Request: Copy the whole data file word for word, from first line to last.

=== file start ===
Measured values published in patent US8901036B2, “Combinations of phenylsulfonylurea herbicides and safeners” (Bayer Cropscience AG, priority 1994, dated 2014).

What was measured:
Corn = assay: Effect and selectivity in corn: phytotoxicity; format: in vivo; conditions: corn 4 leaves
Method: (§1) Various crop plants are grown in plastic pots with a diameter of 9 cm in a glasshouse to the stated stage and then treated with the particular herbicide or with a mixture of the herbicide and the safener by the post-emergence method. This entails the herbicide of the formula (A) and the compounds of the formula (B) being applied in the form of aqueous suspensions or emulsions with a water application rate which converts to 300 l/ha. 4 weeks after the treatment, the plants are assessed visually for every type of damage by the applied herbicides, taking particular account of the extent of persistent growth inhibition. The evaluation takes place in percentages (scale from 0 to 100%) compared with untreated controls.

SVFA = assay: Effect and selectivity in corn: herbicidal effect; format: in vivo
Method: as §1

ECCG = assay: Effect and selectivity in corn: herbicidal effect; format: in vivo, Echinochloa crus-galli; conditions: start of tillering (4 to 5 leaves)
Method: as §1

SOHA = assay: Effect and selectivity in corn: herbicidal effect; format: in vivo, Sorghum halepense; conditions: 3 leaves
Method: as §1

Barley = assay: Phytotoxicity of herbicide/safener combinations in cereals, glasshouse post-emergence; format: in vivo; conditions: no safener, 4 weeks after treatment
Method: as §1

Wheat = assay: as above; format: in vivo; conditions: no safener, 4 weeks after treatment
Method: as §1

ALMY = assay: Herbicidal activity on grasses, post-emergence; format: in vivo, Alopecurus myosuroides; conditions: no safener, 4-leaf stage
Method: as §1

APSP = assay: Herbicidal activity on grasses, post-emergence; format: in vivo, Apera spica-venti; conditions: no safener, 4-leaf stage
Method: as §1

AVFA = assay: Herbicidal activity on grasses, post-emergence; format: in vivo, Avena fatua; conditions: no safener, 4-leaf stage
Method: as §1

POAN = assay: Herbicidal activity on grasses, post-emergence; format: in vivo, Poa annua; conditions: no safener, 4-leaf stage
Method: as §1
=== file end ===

Measured values published in patent US8901036B2, “Combinations of phenylsulfonylurea herbicides and safeners” (Bayer Cropscience AG, priority 1994, dated 2014).

What was measured:
Corn = assay: Effect and selectivity in corn: phytotoxicity; format: in vivo; conditions: corn 4 leaves
Method: (§1) Various crop plants are grown in plastic pots with a diameter of 9 cm in a glasshouse to the stated stage and then treated with the particular herbicide or with a mixture of the herbicide and the safener by the post-emergence method. This entails the herbicide of the formula (A) and the compounds of the formula (B) being applied in the form of aqueous suspensions or emulsions with a water application rate which converts to 300 l/ha. 4 weeks after the treatment, the plants are assessed visually for every type of damage by the applied herbicides, taking particular account of the extent of persistent growth inhibition. The evaluation takes place in percentages (scale from 0 to 100%) compared with untreated controls.

SVFA = assay: Effect and selectivity in corn: herbicidal effect; format: in vivo
Method: as §1

ECCG = assay: Effect and selectivity in corn: herbicidal effect; format: in vivo, Echinochloa crus-galli; conditions: start of tillering (4 to 5 leaves)
Method: as §1

SOHA = assay: Effect and selectivity in corn: herbicidal effect; format: in vivo, Sorghum halepense; conditions: 3 leaves
Method: as §1

Barley = assay: Phytotoxicity of herbicide/safener combinations in cereals, glasshouse post-emergence; format: in vivo; conditions: no safener, 4 weeks after treatment
Method: as §1

Wheat = assay: as above; format: in vivo; conditions: no safener, 4 weeks after treatment
Method: as §1

ALMY = assay: Herbicidal activity on grasses, post-emergence; format: in vivo, Alopecurus myosuroides; conditions: no safener, 4-leaf stage
Method: as §1

APSP = assay: Herbicidal activity on grasses, post-emergence; format: in vivo, Apera spica-venti; conditions: no safener, 4-leaf stage
Method: as §1

AVFA = assay: Herbicidal activity on grasses, post-emergence; format: in vivo, Avena fatua; conditions: no safener, 4-leaf stage
Method: as §1

POAN = assay: Herbicidal activity on grasses, post-emergence; format: in vivo, Poa annua; conditions: no safener, 4-leaf stage
Method: as §1